For comparison with non-human primates in this Lake Victoria setting, faecal samples were also collected from Ngamba Island Chimpanzee Sanctuary (Mukono District), an island in Lake Victoria containing a reserve for wild-born, semi-captive, chimpanzees. These animals have been rescued from poachers at a young age (2–5 years) and placed under long term care at the sanctuary in a semi-captive environment which maintains a high level of welfare and husbandry practices that mimic the natural behaviours of the species [36]. The sanctuary is the member of the Pan African Sanctuaries Alliance (PASA) which promotes and monitors high ethical conducts of sanctuaries. Ngamba Island Chimpanzee Sanctuary exhibits high level of professionalism and care of the rescued chimpanzees and has thus been recognized with certification from the Global Federation of Animal Sanctuaries (GFAS) for standards of excellence in humane and responsible care for animals and guidelines defining ethical and legal sanctuary. Faecal samples from 6 adult (>12 years) male chimpanzees and 5 adult male staff of the sanctuary were obtained following approval from the sanctuary management as part of routine health monitoring and research approval from the Uganda Wildlife Authority (UWA). All stool samples were collected non-invasively from chimpanzees from their sleeping enclosure facility and from staff (caregivers) during an annual intestinal schistosomiasis and malaria spot-check screen. All specimens were collected as soon as possible after defecation and always within 1 hour. All faecal specimens were processed within 2–3 hours of collection.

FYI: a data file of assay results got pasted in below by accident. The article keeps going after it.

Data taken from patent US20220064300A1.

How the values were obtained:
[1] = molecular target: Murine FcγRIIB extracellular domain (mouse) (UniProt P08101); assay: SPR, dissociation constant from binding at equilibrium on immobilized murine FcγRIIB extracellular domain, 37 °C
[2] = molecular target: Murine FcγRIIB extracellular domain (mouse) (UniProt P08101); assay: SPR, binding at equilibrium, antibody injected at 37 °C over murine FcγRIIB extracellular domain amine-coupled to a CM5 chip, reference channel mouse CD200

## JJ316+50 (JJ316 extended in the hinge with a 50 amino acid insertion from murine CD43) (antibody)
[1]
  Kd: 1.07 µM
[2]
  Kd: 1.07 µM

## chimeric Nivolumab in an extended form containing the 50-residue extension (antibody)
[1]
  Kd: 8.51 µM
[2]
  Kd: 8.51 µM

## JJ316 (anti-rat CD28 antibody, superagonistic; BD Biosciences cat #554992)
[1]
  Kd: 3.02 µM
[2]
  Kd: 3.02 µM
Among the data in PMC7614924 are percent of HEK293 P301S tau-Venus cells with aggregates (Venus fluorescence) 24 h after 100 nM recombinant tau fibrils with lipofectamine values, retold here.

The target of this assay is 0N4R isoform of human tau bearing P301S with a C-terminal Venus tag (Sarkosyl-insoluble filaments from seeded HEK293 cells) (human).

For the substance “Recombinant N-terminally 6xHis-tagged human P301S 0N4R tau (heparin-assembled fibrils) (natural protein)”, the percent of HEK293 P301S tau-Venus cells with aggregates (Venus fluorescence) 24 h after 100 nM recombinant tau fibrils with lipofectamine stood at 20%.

From the specimens collected, each faecal sample was treated identically; by filtration through a 212 µm metal sieve mesh from which a 0.5 g pellet was obtained under aerobic conditions. This was then placed in a 15 ml tube to which approximately 7 ml of RNAlater was added. The faecal pellet was homogenized using an electric vortex machine and all samples were stored at room temperature prior to transfer to the UK for DNA extraction. Importation of samples to the UK was licensed by Department for Environment Food and Rural Affairs (PATH/125/2011/2).

DNA Extraction